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Delta Air Lines recently told its flight attendants it is considering working with other airlines across the nation to come up with a national “no-fly” list.
The move is in reaction to several high-profile confrontations with passengers who will not wear masks on flights to stop the spread of COVID-19.
“A list of banned customers doesn’t work as well if that customer can fly with another airline,” wrote Kristen Manion Taylor, Delta’s senior vice president of in-flight services.
Legal experts have said airlines are in the right to block unruly customers from future flights, but all the companies jointly banning someone may create legal costly legal challenges.
Q: Should U.S. airlines create their own ‘no fly’ list?
David Ely, San Diego State University
NO: A shared no-fly list has several weaknesses that will limit its effectiveness. The standards for placing customers on the no-fly list can vary across carriers. Also, due process should exist before banning an individual from flying, not just flying with a particular carrier. Another approach to improving the workplace environment for airline employees is for the Department of Justice to take more aggressive action against unruly passengers.
Ray Major, SANDAG
NO: Creating a federal ‘no fly list’ of people who refuse to wear a mask on a flight is clearly government overreach and draconian in nature. If the rule requires passengers to wear a mask on a plane, and someone refuses, the best course of action would be to remove them from the flight. If they are willing to wear a mask the next time they try to fly, why should they be banned? Creating lists of who’s naughty and nice is disturbingly similar to China’s social credit system.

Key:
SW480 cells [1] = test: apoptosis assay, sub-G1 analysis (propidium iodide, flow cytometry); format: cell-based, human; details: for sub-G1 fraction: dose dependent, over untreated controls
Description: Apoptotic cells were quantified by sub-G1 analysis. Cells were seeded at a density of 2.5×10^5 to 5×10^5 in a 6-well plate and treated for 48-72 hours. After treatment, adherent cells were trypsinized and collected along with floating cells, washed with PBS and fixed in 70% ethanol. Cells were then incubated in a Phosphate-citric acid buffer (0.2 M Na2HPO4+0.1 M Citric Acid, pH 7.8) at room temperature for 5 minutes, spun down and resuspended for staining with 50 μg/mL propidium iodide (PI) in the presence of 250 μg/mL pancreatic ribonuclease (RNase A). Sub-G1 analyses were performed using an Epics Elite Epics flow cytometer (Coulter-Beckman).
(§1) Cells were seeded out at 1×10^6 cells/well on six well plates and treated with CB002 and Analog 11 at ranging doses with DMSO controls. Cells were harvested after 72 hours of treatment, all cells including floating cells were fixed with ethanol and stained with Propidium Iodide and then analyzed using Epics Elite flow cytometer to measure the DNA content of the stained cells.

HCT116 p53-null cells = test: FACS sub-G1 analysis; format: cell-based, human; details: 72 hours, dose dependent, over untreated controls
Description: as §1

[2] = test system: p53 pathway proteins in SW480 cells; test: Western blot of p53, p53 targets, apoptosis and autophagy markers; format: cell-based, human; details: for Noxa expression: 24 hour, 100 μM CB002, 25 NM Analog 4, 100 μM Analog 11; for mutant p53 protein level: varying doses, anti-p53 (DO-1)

Lynn Reaser, Point Loma Nazarene University
YES: Unruly passengers pose a major safety threat and the airline should ban them if federal restrictions are not in place. Such passengers can harm airline employees. They can jeopardize the well-being of other passengers. They could cause an emergency landing with unknown consequences. Herbert Kelleher, co-founder and later CEO of Southwest Airlines, once observed that the “customer is not always right”— not when your employee is being abused. That comment is even more relevant now.
Reginald Jones, Jacobs Center for Neighborhood Innovation
YES: Passengers should not be subjected to the rude behavior of others. Today’s air travel comes with enough stress. Ban non-cooperative flyers. According to federal law, it can be a crime to cause a disturbance if it interferes with a flight crewmember or airline attendant’s ability to perform his or her duties. The provision should be expanded to include circumstances brought by COVID-19. The airlines’ lists should be integrated with the TSA no-fly database.
Kelly Cunningham, San Diego Institute for Economic Research
YES: It is somewhat surprising this is not already done as airlines should know of passengers banned by other airlines for legitimate reasons. Arrest records of passengers committing violence and other criminal activities (transporting banned substances) are publicly known. Banning passengers for lesser infractions (refusing to wear a mask, smoking during a flight) should be left to the discretion of other airlines to consider as they have myriad rules and limitations to consider for customers.
Phil Blair, Manpower
YES: An airline should have the option of adding another airline’s no-fly customers to their list also, but it should not be mandated. If a flyer is not going to follow one airline’s rules there is no reason to think they will on another airline. But the list should be reviewed regularly and each airline should make their own determination when the flyer should be taken off the list. One outburst should not permanently end the flyer‘s ability to fly for work, pleasure or family.